Letter to a Young Person Who Plays with My Son

Dear Melissa,

Thank you for your voicemail the other week saying you had a “funny story” to tell me.  When I called back, you told me about orientation week at your graduate occupational therapy program.  You said the director of the meeting asked the students to say what makes a good occupational therapist.  Students said compassion and empathy.  When the teacher asked you what you thought was an important quality for an occupational therapist, you said, “Enthusiasm.”  The teacher got quiet and said, “Compassion and empathy are important for being an occupational therapist.  However, enthusiasm fades.”

I wish I could say that when you told me this “funny story” I laughed and let it go.  However, I wanted to strangle that teacher. After getting off the phone with you, I considered calling the teacher and yelling at her.  I wanted to say, “You moron–You think I want unenthusiastic people playing with my kid?  What are you teaching them?  If you take away Melissa’s enthusiasm I’m going to fucking kill you.”  Melissa, when you moved to go to graduate school, it was very hard for me.  I missed you.  I missed your amazing energy.  I missed how excited you were to be in my house.  I missed how much love and passion you had for playing with my son.  You helped me be more excited about my life and my son.  So when your teacher scoffed at your enthusiasm, I was pissed.  I wanted to tell her that I wanted my money back(I had given you some money to help pay your tuition.)  I wanted to tell her that you are coming back to play with Cal during Christmas break and if you are unenthusiastic, how will that help me?  I’ve never walked out of a therapist or doctors office and said to my husband, “Boy that doctor was great!  She was so unenthusiastic, bitter and jaded–that was so helpful.”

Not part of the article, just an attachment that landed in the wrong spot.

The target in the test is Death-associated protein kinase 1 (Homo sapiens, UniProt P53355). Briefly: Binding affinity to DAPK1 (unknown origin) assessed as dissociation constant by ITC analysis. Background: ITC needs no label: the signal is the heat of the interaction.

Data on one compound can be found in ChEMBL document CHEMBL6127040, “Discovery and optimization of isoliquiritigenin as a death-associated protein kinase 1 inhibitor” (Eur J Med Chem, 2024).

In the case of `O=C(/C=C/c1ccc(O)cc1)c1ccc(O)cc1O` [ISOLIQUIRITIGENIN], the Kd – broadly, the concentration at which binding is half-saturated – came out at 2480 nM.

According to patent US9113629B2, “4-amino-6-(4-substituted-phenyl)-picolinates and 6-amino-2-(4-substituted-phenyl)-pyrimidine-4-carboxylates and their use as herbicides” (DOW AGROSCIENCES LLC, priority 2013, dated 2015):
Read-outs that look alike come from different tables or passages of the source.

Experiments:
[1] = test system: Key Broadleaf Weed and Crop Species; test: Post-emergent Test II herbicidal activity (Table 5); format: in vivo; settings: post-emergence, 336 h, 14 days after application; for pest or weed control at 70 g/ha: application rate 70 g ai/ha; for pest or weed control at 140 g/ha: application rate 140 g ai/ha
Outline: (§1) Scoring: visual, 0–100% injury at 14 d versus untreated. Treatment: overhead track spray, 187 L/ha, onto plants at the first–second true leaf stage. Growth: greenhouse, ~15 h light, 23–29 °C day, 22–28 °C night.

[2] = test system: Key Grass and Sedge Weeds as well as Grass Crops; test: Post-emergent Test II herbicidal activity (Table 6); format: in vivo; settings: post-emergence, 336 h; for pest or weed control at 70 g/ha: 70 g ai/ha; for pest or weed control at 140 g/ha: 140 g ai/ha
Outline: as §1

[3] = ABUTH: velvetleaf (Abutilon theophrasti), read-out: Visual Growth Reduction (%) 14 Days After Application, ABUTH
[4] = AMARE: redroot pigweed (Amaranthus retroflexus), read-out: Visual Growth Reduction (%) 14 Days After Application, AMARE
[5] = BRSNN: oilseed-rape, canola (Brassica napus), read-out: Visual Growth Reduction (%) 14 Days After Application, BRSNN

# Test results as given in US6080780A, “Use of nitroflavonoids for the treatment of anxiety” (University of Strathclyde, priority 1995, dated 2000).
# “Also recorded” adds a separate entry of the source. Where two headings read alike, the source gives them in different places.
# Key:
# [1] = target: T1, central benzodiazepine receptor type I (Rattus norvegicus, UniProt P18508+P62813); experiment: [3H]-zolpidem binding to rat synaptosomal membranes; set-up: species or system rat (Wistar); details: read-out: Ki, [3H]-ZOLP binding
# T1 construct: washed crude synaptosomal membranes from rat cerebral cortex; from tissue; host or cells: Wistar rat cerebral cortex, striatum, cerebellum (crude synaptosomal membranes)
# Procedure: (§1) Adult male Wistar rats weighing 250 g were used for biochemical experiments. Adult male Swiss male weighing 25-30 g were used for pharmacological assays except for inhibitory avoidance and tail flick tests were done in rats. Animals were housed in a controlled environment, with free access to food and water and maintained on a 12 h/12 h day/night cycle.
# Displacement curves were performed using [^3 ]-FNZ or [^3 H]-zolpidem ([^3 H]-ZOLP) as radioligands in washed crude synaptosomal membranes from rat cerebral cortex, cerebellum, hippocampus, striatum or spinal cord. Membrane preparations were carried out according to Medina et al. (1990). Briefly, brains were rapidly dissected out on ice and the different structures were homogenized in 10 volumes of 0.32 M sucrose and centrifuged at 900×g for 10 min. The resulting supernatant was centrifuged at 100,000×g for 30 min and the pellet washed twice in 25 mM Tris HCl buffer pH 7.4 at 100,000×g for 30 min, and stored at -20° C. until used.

Before you called, I read a speech the headmaster of my son’s school said to seniors in high school.  He talked about helicopter parents who went to job interviews with their kids who were applying for jobs as lawyers.  I decided not to call your professor because I didn’t want to be one of those helicopter parents, especially since I’m not even your parent.  Instead, I decided the best way to help you was for me to model enthusiasm.  I already spoke to you on the phone about how your enthusiasm can’t fade because that would mean it’s something separate from you that can just go away.  You have control over how enthusiastic and excited you are.  You can choose to be enthusiastic or not.  Its your choice.  I decided then to have my top priority be that I was enthusiastic.  God, Melissa, you really helped me out.  Everything I did, I just said to myself, I’m going to be excited about this.  When, I noticed myself being sad or bitter, I would remember how I decided to be enthusiastic my top priority and I would come up with reasons to be excited.  It worked.

However since I spoke to you and decided to make being enthusiastic my top priority, I’ve forgotten about my enthusiasm a lot.  Sometimes I remember to choose to be enthusiastic for myself because I want to be happy.  But now, I’m not enthusiastic.   I’m not choosing to be enthusiastic because I’m afraid of being disappointed.  Last year I did a writing exercise from the book, “The Secret.”  The point was when you imagine what you want and feel grateful as though it’s already happened, you can make it happen.  This is what I wrote:

“I am so happy and grateful now that Cal is a happy, healthy teenager who is a sophomore at Paideia, gets straight A’s in History, English, Math, Music and Science.  Cal has a girlfriend who he loves and who loves him. Cal has a boy best friend who also goes to Paideia.  Cal is very popular on his Ultimate Frisbee Team.  Cal is close to his little brother and tutors him in Math and English.  Cal does garbage and laundry almost every day.  He has a job at the Venetian Pool as a life guard.”